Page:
Big Sky Resort and The Environment
Big Sky Resort is dedicated to providing outstanding outdoor recreation to our guests while taking steps to protect our environment in the spectacular Yellowstone eco-system. Since 2005, Big Sky Resort's Green Committee has been dedicated to bringing together representatives from all Big Sky Resort departments to identify, adapt, and help implement best practices for Big Sky Resort sustainability.
Through the efforts of the Green Committee, Big Sky Resort has put many environmental practices in place and continues to find new ways to operate and develop a sustainable and environmentally friendly mountain resort. Below is an overview of Big Sky's current sustainable initiatives; it's an ever growing list so check back often.
The Big Sky Resort Green Committee
REDUCE, REUSE, RECYCLE
- Big Sky Resort has added Tesla Charging Stations in the Summit Condominium Hotel for eco-friendly vehicles.
- Recycling receptacles are available in public areas in throughout Big Sky Resort property including the Mountain Mall, the Plaza area, the Cafeteria, the top and bottom of lifts, and all hotel lobbies
- Big Sky has contracted recycling pick-up in all administration areas for office and consumer waste including aluminum, paper, cardboard and toner cartridges.
- All restaurants and bars that are managed by Big Sky Resort recycle aluminum and cardboard products
- In-room recycling receptacles are available in The Shoshone Condominiums
- Big Sky is committed to researching and using the most environmentally friendly printing methods for marketing materials. Several recent orders included printing with a specialized UV ink that decomposes faster than traditional inks on paper that is chlorine free reducing dioxins and other toxins and pollutants. The paper used has been 100% recycled and 50% post-consumer recycled.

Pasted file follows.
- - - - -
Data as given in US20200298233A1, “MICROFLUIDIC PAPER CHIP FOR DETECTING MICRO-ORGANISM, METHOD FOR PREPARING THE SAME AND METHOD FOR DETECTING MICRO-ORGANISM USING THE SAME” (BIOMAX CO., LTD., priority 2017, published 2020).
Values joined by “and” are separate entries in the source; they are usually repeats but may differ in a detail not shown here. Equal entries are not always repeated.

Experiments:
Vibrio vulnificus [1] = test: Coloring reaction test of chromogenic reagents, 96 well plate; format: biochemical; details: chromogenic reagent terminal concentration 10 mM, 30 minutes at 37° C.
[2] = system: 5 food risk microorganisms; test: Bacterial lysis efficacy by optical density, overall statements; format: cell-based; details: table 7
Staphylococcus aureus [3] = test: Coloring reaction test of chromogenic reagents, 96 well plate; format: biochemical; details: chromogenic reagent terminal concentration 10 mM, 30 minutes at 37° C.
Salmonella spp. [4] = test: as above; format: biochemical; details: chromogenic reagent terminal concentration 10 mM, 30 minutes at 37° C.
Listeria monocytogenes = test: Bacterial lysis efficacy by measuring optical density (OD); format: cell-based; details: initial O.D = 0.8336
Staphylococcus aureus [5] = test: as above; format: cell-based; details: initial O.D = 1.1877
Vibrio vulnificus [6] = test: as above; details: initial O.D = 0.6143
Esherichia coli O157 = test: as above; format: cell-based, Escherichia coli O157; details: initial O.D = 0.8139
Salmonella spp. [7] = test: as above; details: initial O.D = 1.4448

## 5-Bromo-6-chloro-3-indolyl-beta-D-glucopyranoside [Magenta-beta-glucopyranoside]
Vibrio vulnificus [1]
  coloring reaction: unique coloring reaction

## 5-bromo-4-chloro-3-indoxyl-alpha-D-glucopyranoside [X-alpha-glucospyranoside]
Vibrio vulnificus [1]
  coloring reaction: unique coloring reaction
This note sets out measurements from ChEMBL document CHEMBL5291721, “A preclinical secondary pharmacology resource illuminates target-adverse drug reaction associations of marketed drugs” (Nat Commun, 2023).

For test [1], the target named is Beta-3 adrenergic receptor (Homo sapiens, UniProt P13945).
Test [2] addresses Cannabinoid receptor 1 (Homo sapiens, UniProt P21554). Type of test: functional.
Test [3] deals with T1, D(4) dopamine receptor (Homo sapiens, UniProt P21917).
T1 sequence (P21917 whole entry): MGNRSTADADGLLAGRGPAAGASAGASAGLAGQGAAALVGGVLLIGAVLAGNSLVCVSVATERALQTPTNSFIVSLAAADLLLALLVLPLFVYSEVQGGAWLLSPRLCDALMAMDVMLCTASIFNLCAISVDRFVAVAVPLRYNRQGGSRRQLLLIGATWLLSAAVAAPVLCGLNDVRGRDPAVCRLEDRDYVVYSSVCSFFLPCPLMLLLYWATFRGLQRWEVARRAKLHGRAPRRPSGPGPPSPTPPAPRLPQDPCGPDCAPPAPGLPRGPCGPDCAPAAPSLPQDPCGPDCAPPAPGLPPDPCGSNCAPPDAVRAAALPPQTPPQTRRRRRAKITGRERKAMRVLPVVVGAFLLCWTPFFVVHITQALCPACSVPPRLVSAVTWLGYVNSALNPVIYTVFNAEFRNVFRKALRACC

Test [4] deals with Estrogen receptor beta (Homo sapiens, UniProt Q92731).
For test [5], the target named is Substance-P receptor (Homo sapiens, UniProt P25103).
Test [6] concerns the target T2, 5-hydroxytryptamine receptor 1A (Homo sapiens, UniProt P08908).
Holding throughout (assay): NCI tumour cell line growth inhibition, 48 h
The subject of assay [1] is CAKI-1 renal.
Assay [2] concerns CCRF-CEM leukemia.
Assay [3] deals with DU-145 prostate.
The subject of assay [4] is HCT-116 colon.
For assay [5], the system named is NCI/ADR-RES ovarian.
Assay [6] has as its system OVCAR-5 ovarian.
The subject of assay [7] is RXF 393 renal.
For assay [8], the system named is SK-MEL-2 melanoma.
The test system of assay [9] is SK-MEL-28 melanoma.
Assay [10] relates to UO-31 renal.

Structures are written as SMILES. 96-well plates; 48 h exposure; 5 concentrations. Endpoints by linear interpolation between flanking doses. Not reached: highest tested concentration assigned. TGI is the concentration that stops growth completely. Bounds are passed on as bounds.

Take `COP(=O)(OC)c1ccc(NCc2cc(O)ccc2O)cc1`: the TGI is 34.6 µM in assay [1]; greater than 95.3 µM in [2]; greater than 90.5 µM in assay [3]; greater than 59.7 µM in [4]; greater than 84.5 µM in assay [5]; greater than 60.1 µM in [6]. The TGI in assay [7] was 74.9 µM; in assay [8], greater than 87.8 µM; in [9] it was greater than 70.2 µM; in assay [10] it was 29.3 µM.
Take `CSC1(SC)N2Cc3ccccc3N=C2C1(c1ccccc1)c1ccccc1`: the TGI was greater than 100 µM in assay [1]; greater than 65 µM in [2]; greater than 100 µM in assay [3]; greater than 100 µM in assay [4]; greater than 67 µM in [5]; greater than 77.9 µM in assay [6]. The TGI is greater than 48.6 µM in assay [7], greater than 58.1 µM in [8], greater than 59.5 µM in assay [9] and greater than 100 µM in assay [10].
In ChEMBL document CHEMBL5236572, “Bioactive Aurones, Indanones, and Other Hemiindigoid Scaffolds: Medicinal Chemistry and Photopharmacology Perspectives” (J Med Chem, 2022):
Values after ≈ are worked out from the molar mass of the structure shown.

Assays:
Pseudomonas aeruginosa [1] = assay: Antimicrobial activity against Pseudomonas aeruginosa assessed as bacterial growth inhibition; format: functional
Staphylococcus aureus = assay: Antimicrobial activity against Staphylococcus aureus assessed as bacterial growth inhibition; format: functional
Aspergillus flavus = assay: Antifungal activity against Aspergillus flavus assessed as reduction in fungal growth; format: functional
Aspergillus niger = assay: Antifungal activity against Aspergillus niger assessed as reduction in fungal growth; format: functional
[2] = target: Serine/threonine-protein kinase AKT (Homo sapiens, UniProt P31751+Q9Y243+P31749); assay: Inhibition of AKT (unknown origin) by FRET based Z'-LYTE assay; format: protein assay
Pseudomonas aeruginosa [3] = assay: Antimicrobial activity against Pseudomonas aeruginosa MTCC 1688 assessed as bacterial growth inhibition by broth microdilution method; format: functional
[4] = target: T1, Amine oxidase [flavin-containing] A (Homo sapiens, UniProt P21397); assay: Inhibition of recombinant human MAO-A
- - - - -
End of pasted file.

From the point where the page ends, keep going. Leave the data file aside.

- Big Sky resort recycles old batteries from all departments including hotel TV remote control batteries and Ski Patrol transceiver batteries.
- The Big Sky Resort Retail Department manages a program to provide used cold-weather uniforms to staff members
- Big Sky Resort Human Resources offers a drop-off for gently worn jackets and other warm weather gear that is then available for international staff members.
- Big Sky uses a key-card system system in the Summit and Shoshone hotels called Entergize, an energy savings technique that turns down the thermostat in guest rooms when the guest leaves
- Big Sky Resort encourages all employees to turn their computers off at the end of the day/shift and turn the lights out when they leave a room/office.
- Big Sky Resort has retro-fitted guest rooms in the Summit, Shoshone and Huntley Lodge (over 600 units).
- Big Sky Resort uses energy efficient lighting in retail shops and hotel rooms.
- Big Sky Resort has adopted a towel re-use program in all of its hotel rooms minimizing the amount of laundry necessary that saves electricity, along with the use of water, discharge and cleaning products.
- All employees are directed to turn down the thermostat in their office space at the end of the day when their work area is not in use.
- Big Sky has discontinued the practice of heating the entire plaza to remove snow from the base area. Not only are there energy savings, but it creates a snowy white atmosphere for our guests to enjoy.
- The Tridiumsystem in the Village Center remotely controls public area thermometers
- Big Sky Resort has installed vestibule entries on all major entrance/exit points in the Mountain Mall and Summit Hotel
- Big Sky Resort replaced all old Shoshone Hotel deck windows with new, energy-efficient models
- Big Sky Resort has installed motion detectors for lighting throughout the Resort where appropriate
- Big Sky has implemented off-season procedures designed to limit electricity use from unplugging unused appliances to disabling lights in hotel hallways
- Big Sky makes necessary adjustments to boilers in order to most efficiently heat pools and store hot water